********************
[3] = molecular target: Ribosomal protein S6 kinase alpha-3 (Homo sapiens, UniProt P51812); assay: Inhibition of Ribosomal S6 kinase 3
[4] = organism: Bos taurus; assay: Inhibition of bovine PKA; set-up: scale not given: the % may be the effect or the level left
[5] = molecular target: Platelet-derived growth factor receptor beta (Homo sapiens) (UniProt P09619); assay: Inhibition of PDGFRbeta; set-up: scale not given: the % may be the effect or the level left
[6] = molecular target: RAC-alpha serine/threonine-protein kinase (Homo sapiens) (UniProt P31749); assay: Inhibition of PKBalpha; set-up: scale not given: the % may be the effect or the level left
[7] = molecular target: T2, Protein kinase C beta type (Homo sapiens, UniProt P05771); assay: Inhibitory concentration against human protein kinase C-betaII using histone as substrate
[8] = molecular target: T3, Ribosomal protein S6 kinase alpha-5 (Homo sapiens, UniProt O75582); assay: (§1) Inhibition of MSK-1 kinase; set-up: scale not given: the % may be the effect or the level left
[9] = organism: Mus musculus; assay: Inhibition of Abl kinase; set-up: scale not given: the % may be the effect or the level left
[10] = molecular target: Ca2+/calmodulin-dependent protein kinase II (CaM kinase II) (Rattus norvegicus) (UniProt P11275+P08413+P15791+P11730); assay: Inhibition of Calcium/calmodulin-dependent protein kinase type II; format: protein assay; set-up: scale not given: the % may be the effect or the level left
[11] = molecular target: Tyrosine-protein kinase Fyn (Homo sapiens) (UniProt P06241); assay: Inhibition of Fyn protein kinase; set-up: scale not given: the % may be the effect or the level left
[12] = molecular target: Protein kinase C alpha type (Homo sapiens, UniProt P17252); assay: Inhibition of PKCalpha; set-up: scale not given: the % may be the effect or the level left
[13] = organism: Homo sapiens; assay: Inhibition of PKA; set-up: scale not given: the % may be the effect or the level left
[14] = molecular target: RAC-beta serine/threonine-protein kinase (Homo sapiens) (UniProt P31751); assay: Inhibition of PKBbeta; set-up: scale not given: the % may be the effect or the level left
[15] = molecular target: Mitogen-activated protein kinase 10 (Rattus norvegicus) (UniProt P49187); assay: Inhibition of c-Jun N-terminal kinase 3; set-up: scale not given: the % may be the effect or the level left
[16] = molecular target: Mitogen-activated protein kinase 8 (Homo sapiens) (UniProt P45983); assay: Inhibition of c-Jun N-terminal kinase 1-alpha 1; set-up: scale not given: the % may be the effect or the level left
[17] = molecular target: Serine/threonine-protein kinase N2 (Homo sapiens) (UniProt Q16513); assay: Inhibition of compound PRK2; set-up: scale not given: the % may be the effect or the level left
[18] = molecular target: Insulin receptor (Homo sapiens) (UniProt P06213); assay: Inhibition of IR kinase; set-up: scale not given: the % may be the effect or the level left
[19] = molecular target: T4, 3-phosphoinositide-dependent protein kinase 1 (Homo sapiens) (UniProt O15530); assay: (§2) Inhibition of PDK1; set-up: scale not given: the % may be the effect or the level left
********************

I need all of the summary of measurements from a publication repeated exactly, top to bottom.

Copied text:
[3] = molecular target: Ribosomal protein S6 kinase alpha-3 (Homo sapiens, UniProt P51812); assay: Inhibition of Ribosomal S6 kinase 3
[4] = organism: Bos taurus; assay: Inhibition of bovine PKA; set-up: scale not given: the % may be the effect or the level left
[5] = molecular target: Platelet-derived growth factor receptor beta (Homo sapiens) (UniProt P09619); assay: Inhibition of PDGFRbeta; set-up: scale not given: the % may be the effect or the level left
[6] = molecular target: RAC-alpha serine/threonine-protein kinase (Homo sapiens) (UniProt P31749); assay: Inhibition of PKBalpha; set-up: scale not given: the % may be the effect or the level left
[7] = molecular target: T2, Protein kinase C beta type (Homo sapiens, UniProt P05771); assay: Inhibitory concentration against human protein kinase C-betaII using histone as substrate
[8] = molecular target: T3, Ribosomal protein S6 kinase alpha-5 (Homo sapiens, UniProt O75582); assay: (§1) Inhibition of MSK-1 kinase; set-up: scale not given: the % may be the effect or the level left
[9] = organism: Mus musculus; assay: Inhibition of Abl kinase; set-up: scale not given: the % may be the effect or the level left
[10] = molecular target: Ca2+/calmodulin-dependent protein kinase II (CaM kinase II) (Rattus norvegicus) (UniProt P11275+P08413+P15791+P11730); assay: Inhibition of Calcium/calmodulin-dependent protein kinase type II; format: protein assay; set-up: scale not given: the % may be the effect or the level left
[11] = molecular target: Tyrosine-protein kinase Fyn (Homo sapiens) (UniProt P06241); assay: Inhibition of Fyn protein kinase; set-up: scale not given: the % may be the effect or the level left
[12] = molecular target: Protein kinase C alpha type (Homo sapiens, UniProt P17252); assay: Inhibition of PKCalpha; set-up: scale not given: the % may be the effect or the level left
[13] = organism: Homo sapiens; assay: Inhibition of PKA; set-up: scale not given: the % may be the effect or the level left
[14] = molecular target: RAC-beta serine/threonine-protein kinase (Homo sapiens) (UniProt P31751); assay: Inhibition of PKBbeta; set-up: scale not given: the % may be the effect or the level left
[15] = molecular target: Mitogen-activated protein kinase 10 (Rattus norvegicus) (UniProt P49187); assay: Inhibition of c-Jun N-terminal kinase 3; set-up: scale not given: the % may be the effect or the level left
[16] = molecular target: Mitogen-activated protein kinase 8 (Homo sapiens) (UniProt P45983); assay: Inhibition of c-Jun N-terminal kinase 1-alpha 1; set-up: scale not given: the % may be the effect or the level left
[17] = molecular target: Serine/threonine-protein kinase N2 (Homo sapiens) (UniProt Q16513); assay: Inhibition of compound PRK2; set-up: scale not given: the % may be the effect or the level left
[18] = molecular target: Insulin receptor (Homo sapiens) (UniProt P06213); assay: Inhibition of IR kinase; set-up: scale not given: the % may be the effect or the level left
[19] = molecular target: T4, 3-phosphoinositide-dependent protein kinase 1 (Homo sapiens) (UniProt O15530); assay: (§2) Inhibition of PDK1; set-up: scale not given: the % may be the effect or the level left